Despite President Trump’s trade and tech war with China, the Chinese and US finance sectors and strengthening ties with growing investments.
Wall Street bankers and senior Chinese financial officials all sat down for a teleconference less than 24 hours after the US president accused Beijing for trying to steal US technology. In addition to this accusation, President Trump went one step further by announcing an initiative to stop the alleged theft attempts.
The China-US roundtable was established two years ago when trade tensions between the two global superpowers were at their highest. The aim of the roundtable was to foster goodwill and enhance integration between the US and China, the world’s two largest economies.
According to the people who were briefed on the discussions, the forum highlights the positives in the financial relationship between China and the US. Following the Covid-19 pandemic, Beijing is attempting to accelerate market reforms and better attract foreign capital. In the first 8 months of 2020 the amount of Chinese onshore bonds held by foreign institutional investors has seen a 20 percent increase on last year. According to market data provider Refinitiv, 12 percent of all purchases of Chinese government and policy bank bonds have been bought up by foreign investors.
On the other side of the table, several high profile Wall Street Groups, including Citigroup and JPMorgan Chase, now have the go-ahead to expand business into China after they were given approval at the forum on October 16th. These financial approvals have coincidentally occurred alongside loose central bank policies elsewhere. The 10 year yield on Chinese government bonds is now 3.18 per cent, significantly higher than 0.8 per cent in the US.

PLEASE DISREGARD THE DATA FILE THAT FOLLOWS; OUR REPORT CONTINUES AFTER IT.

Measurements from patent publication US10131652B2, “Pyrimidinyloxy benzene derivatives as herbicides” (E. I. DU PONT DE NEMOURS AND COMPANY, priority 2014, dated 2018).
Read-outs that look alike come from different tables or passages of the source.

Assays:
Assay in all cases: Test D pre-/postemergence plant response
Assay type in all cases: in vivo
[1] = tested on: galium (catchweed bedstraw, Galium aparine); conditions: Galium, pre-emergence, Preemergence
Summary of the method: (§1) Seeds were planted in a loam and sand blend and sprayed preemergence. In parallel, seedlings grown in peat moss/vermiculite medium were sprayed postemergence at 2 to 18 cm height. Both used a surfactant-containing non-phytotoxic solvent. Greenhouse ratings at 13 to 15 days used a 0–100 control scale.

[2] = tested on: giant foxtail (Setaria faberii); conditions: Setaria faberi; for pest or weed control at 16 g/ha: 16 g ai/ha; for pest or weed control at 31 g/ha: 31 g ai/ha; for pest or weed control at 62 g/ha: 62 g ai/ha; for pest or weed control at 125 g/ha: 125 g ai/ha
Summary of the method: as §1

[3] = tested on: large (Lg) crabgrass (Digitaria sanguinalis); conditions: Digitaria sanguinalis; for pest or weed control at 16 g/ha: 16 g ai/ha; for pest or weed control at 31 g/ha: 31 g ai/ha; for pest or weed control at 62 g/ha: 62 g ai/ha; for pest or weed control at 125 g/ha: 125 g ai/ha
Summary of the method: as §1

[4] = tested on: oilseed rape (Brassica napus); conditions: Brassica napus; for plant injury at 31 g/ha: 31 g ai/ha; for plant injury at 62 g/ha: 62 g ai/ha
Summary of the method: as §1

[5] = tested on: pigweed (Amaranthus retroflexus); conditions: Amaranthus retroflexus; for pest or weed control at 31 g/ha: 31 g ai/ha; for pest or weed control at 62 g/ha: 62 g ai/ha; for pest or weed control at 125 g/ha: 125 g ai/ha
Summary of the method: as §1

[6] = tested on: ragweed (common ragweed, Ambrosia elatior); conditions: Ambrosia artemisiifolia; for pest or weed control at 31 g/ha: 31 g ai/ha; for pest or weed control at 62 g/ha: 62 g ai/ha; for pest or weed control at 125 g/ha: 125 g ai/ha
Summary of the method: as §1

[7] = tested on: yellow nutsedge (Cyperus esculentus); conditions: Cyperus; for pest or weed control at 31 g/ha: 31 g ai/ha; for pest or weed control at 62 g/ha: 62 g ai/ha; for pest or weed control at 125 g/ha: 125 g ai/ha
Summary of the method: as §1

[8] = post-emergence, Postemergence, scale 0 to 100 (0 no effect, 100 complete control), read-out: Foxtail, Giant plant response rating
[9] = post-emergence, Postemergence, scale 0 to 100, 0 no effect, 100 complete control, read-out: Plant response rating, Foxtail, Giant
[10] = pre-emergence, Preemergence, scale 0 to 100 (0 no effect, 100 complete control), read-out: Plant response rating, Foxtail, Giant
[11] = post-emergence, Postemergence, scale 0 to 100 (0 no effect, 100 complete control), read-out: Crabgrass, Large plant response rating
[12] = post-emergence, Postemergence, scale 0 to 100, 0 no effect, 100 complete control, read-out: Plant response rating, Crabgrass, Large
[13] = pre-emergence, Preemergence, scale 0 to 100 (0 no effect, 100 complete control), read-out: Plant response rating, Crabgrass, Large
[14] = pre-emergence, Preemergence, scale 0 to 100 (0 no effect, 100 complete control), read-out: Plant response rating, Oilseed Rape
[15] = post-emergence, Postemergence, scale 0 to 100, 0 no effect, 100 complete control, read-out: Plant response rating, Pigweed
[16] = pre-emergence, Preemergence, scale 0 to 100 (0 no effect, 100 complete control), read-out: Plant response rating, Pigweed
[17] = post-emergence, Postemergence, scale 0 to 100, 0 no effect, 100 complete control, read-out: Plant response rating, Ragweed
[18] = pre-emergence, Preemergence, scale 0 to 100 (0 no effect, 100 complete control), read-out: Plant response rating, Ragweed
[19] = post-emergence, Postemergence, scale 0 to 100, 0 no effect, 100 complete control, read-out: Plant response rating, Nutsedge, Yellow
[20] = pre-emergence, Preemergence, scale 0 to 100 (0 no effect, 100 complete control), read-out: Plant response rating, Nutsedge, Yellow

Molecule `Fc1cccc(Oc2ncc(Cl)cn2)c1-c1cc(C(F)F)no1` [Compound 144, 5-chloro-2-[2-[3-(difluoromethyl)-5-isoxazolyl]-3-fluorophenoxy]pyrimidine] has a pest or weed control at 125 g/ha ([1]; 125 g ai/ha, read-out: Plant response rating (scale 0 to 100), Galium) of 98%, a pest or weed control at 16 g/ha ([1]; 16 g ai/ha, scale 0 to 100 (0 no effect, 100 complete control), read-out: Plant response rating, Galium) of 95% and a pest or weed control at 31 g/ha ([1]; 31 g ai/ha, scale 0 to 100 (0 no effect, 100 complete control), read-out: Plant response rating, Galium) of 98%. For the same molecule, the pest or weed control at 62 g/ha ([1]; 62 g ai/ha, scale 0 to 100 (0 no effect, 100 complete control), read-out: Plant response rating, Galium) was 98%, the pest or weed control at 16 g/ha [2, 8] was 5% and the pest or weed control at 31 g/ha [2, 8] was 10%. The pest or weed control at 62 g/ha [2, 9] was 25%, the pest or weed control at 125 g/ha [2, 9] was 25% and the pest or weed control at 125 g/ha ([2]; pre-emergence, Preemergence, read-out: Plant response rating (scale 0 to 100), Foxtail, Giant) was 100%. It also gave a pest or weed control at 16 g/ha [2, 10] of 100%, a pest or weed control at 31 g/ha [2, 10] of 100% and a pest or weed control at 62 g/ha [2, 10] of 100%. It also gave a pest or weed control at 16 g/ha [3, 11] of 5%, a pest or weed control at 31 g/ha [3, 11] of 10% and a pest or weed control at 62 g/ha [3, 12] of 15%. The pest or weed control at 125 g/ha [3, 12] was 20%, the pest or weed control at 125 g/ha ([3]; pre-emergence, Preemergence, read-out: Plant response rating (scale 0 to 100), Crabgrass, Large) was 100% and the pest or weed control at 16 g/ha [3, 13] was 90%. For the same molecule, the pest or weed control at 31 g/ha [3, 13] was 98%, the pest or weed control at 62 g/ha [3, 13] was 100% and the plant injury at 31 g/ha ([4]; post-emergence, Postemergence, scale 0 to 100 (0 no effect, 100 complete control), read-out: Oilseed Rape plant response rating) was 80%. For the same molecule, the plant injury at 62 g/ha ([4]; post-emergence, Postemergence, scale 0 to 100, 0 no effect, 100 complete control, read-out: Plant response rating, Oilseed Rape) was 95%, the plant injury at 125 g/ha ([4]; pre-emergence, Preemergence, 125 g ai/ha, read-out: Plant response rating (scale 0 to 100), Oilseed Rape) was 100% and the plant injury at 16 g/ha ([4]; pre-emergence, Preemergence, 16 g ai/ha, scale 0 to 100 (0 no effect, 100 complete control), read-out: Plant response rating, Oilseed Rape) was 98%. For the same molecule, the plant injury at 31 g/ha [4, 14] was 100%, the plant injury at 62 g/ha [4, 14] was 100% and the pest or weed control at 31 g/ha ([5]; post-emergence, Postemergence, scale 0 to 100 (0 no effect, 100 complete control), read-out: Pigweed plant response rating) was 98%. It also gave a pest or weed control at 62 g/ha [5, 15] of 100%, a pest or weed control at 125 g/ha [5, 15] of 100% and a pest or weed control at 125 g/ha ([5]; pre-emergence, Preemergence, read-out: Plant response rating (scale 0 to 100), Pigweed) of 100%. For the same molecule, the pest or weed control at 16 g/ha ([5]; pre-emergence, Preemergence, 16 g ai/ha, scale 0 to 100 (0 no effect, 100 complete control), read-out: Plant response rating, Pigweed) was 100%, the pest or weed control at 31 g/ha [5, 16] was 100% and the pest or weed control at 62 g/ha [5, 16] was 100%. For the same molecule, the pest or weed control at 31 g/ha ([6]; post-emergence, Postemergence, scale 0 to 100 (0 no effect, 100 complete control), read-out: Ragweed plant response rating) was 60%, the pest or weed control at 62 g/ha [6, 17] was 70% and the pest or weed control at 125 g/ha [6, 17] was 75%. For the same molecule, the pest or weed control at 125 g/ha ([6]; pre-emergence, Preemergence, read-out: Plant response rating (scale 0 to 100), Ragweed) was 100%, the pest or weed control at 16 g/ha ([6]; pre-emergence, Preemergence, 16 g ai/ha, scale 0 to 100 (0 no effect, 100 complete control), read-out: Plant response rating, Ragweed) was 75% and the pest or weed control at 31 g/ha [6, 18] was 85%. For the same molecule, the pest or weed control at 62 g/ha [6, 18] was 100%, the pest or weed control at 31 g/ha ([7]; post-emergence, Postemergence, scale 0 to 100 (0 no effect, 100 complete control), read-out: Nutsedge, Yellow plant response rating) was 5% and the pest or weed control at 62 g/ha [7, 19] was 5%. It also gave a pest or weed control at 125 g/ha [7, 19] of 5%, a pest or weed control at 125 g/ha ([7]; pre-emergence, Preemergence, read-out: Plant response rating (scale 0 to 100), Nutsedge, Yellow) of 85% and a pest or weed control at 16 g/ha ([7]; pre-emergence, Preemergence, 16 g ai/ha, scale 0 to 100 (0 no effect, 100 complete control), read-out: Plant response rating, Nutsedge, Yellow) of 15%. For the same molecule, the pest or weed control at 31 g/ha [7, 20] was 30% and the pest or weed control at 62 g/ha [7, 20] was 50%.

Rather than hindering their financial ties, the increasingly poor geopolitical relations between China and the US have actually somewhat acted as a motivator for Beijing. Essentially China wants to preempt possible worsening relations that could lead to future sanctions. According to a China-based executive, integrating into global financial markets now will reduce US leverage in the future. On top of that, the exec added that there’s more chance of representatives of the US investment banking industry lobbying the Trump administration regarding its relationship with China if they are doing larger amounts of business with Beijing.
Despite the strengthening ties, American participants have allegedly advised their Chinese counterparts that the US political establishment’s anti-Chinese stance will not likely go away overnight if Joe Biden is elected. This is because, they claim, the sentiment is deeply entrenched in the US political scene, rather than simply being the view of the current president.
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